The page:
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Arkansas Supreme Court Affirms FOIA’s Emphasis on Disclosure of Public Records

In June 2012, the Arkansas Supreme Court held that the state’s Freedom of Information Act (FOIA), codified at Ark. Code Ann. §§25-19-101 to -110, permits a public agency to refuse to comply with a request for disclosure of public records on the ground that the request lacks sufficient specificity, but not on the ground that it is “too broad or burdensome.”

After being stopped and cited for speeding by a Jacksonville police officer, Partne Daugherty submitted multiple requests for records to the Jacksonville Police Department (JPD), pursuant to FOIA.

Asserting that Daugherty’s requests were “too broad and burdensome,” the city attorney refused to turn over the requested records unless Daugherty paid the city nearly $2,500 – the estimated cost of copying the records based on the hourly wages paid the JPD personnel responsible for the copying.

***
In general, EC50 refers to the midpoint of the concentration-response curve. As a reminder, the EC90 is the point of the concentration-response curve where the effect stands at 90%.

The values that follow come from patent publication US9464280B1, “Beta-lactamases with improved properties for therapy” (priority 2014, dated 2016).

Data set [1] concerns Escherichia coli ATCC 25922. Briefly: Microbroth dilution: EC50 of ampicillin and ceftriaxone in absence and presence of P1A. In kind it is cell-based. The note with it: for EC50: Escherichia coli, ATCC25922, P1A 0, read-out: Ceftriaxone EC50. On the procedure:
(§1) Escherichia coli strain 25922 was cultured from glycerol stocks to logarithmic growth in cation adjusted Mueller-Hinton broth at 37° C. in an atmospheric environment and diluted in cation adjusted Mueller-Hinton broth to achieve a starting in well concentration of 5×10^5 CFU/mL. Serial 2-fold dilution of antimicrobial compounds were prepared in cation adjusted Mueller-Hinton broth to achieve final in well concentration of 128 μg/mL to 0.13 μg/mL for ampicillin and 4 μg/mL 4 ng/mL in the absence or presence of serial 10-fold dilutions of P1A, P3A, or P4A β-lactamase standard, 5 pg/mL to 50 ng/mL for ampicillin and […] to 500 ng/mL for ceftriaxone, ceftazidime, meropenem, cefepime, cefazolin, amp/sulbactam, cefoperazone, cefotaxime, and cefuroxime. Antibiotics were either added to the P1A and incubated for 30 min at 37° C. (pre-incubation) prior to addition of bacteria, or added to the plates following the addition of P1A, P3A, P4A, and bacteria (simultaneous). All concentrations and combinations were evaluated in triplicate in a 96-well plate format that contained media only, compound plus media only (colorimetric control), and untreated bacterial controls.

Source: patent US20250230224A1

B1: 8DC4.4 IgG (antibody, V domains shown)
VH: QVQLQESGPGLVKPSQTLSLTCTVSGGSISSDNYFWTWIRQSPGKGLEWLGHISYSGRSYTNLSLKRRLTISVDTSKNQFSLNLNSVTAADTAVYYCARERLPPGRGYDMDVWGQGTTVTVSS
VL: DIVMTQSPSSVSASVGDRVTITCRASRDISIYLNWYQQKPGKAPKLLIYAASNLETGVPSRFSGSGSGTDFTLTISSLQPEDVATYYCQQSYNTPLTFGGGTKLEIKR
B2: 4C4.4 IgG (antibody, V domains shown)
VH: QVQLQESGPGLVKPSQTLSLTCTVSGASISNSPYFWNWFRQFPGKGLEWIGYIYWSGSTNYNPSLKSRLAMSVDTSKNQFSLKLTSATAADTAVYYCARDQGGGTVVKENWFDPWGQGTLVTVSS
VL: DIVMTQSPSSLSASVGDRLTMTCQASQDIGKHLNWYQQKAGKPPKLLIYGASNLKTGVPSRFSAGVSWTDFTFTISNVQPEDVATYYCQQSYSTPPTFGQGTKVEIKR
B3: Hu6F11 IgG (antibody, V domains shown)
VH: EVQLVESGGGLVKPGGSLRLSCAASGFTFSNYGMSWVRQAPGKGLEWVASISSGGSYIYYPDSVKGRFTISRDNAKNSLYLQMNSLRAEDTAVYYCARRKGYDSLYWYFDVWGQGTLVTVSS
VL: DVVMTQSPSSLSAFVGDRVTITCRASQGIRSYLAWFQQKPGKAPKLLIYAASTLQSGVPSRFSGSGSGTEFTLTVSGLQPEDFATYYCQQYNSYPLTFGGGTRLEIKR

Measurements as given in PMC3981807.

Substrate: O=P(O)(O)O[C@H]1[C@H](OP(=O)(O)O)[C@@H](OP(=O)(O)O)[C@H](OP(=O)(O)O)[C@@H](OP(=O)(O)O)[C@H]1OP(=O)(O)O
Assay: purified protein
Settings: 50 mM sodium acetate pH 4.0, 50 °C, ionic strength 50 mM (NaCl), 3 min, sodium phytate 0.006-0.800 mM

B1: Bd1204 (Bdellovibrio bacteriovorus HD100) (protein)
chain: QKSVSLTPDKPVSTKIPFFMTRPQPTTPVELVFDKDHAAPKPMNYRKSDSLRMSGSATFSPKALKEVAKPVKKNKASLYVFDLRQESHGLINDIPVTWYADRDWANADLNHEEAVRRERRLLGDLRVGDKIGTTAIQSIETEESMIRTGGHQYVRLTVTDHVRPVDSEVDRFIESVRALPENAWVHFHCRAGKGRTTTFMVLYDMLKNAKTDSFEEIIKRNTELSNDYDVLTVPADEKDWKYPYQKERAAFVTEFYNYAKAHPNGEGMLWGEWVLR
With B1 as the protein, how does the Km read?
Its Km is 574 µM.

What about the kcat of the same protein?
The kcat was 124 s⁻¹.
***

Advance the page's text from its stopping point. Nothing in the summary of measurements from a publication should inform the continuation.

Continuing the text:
Later, when Daugherty limited the scope of her records request, the city attorney indicated that the records had been purged from the Police Department’s system, pursuant to the Department’s standard policy of retaining records for only 45 days.

Daugherty filed a complaint in the Pulaski County Circuit Court. After a hearing, the circuit court dismissed the complaint, finding no violation of FOIA by JPD.

On appeal, the Supreme Court, noting that the purpose of FOIA is to ensure that public business is performed in an open and public manner, held that refusing to comply with a records request on the ground that it is deemed to be “too broad and burdensome” directly conflicts with the Court’s liberal interpretation of the Act.

The Court further held that since Daugherty had requested only copies of records, but not a summary compilation of those records, she could not be charged fees that exceeded the direct cost of reproduction.

As to the purging of the records, the Court noted, largely because FOIA was not a records-retention statute, that it could not say that the circuit court had erred in finding that the Department had not violated FOIA’s provisions in acting pursuant to its 45-day policy. See: Daugherty v. Jacksonville Police Department, 2012 Ark. 264, ___ S.W.3d __ (Ark. 2012); 2012 WL 2150347.

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Related legal case

Daugherty v. Jacksonville Police Department